My mom has a saying we use whenever one of us does something “less than smart” – we call it “dumb things I have did”. I feel like that is a good title for this section!

  • Start with the Basics:Umm… what size is that design again?
    • I actually managed to start embroidering the “S” monogram onto my dishtowel before I realized it was about 4 1/2″ tall! Somehow I thought it was much smaller. Oops! *face palm*
  • Think it Through:Smarter stabilizing!
    • I used a tear-away stabilizer for part of my Design Diva Apron embroidery. Turns out it’s a lot of work removing all those tiny pieces! Might have been simpler to use a wash-away version.
  • Turn it Over:What will it look like when they see the back?
    • Colour the stabilizer and bobbin to the colour of the back of your fabric. Seems like a no-brainer, but I didn’t figure this out in time and the back of my Design Diva apron has white bobbin thread and white stabilizer on navy. Argh. This also would have been a good place for a better dissolving stabilizer!
  • Baste for Success:Right, until you try to remove them!
    • Trust me, I know from experience!  It’s much simpler to remove the basting stitches from the back than the front. The automatic tension is much looser on the back so they come out way more easily.
  • Desk Depth:Check the size of your furniture!
    • I just built a new sewing space, and it happens to have an 18″ deep area for the machine. Which is perfect, until your embroidery arm needs a 24″+ depth to work. Thankfully I can run the machine from my cutting table. No harm done.

Funn-est Thing of the Week

Random fun fact about the S9? LOVE that you can change the screensaver to whatever photos you want. Which means, wait for it… the sewing machine HAS a screensaver! And I changed the photos over wifi!

Wanna know what photos I used? You can find a video of it on Instagram!

Never in my life thought I’d be using a sewing machine with a screensaver and a wireless connection to anything. My tech-savy husband also thinks that’s awesome and gives it a thumbs up! (Plus he’s plotting planning all the things I can now embroider on his friends’ Christmas gift bags!)

Halloween Costume Sewing Tip #10

Halloween Sewing Tip #10:

Use all the fun and unique machine settings. Embroider, add text – be creative!

If you are anything like me, you default to what you know best. Using straight, common stitches and expanding to zig-zag when the need arises! With this last costume tip I want to encourage you to try out some of the fun stuff your machine can do.

Costumes allow you to be creative, even a little silly! Too much embellishment is never a problem. Use the opportunity to try out something new. Add a row of that decorative stitch you’ve been wanting to try or some Halloween text if your machine has a built in alphabet.

I recently found some glow in the dark embroidery thread at my local fabric store (on sale!) and thought it would make a fun Halloween themed project. The embroidery function on the Skyline S9 made quick work of the simple text I wanted. It has yet to turn it into the candy-basket I’m envisioning. But, how fun is it that it glows! And I’m pretty sure any child would be over-the-moon about glow in the dark on their costume. Plus, did you know, embroidery thread isn’t only for embroidering – you can use it for any decorative stitch as well!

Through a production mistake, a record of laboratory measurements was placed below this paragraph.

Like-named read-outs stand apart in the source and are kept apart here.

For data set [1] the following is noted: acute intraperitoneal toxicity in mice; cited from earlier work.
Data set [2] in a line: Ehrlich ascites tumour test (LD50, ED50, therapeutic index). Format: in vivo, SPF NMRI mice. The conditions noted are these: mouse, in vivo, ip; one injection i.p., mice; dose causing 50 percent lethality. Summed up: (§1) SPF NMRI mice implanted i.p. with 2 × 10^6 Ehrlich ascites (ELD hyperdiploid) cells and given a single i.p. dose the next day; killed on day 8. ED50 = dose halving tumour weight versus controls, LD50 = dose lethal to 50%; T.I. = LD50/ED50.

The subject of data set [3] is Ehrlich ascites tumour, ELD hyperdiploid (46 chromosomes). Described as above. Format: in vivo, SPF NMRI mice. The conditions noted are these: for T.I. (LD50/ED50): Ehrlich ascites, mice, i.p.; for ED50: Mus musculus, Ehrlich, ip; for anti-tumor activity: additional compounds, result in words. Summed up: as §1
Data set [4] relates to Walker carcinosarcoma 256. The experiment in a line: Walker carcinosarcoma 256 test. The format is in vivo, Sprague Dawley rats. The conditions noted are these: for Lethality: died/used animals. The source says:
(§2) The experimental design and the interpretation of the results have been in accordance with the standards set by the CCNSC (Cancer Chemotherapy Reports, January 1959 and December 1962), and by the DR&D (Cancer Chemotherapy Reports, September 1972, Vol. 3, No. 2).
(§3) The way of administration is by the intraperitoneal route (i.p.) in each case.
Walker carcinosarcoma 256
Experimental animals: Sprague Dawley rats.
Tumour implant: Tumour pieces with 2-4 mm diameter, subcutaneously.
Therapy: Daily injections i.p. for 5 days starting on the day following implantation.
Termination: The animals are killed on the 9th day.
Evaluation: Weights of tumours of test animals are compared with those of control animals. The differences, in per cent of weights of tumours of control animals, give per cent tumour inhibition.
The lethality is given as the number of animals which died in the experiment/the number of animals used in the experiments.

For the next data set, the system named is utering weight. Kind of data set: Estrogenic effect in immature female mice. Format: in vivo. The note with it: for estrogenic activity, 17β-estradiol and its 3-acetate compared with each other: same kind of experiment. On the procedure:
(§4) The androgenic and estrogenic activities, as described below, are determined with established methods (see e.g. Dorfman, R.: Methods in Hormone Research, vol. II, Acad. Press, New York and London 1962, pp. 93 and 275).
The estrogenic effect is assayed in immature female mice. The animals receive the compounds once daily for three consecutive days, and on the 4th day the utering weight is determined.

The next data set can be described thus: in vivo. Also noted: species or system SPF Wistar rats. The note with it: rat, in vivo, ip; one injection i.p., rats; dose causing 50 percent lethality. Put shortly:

Most of all, be sure to take lots of photos and have fun creating a costume you and your kids can treasure (and maybe enjoy laughing about!) for years to come. I hope you’ve found lots of inspiration in these Halloween Costume Tips. Thanks for coming along on the journey!

P.S. You can read more about machine embroidery in last fall’s series of posts.

Follow all 10 Janome Halloween Costume Tips with Instagram, Facebook, Twitter, Pinterest and Bloglovin’.

Disclaimer: I am a Canadian Janome Artisan. Janome provided artwork (with my photos) for this project and the Skyline S9 on-loan machine I am currently using. As with all the products I write about – I always tell you my own honest opinion.

Halloween Costume Sewing Tip #9

Halloween Sewing Tip #9:

Embellish trims to make your costume unique!

So, you are following yesterday’s tip (Ribbons and sequins are your friends.) and can’t find the perfect one? How about making your own? Use a zigzag, decorative stitch or multiple lines of straight stitches to create unique ribbons to add to the costume. If it is very special – and destined for the dress-up box, you could even spend time hand-stitching with embroidery weight threads.

If you are inclined to make a lot of unique trim, I’d recommend investing in the Janome Ribbon Sewing Guide. (It really would have made making this embellished gathered skirt (tutorial!) a lot more fun.) The machine foot makes embellishing unique trim easy! Trying it out for the first time a few weeks ago, it was user-friendly and simple to install. It screws directly into the machine’s needle plate and holds the ribbon in place as you stitch.

I tried a few Halloween-friendly trim ideas using the decorative stitches on my Janome Skyline S9. Since these won’t be usable for our costumes this year (maybe next!) I think I might use them for a themed shirt, or as hair ribbons closer to the end of October. The “Boo Cat” ribbon NEEDS to be used, it’s so cute! Uses in the future? Maybe school-spirit themed ribbons with their school name on them? Or personalized BFF bracelets.  #bestmomever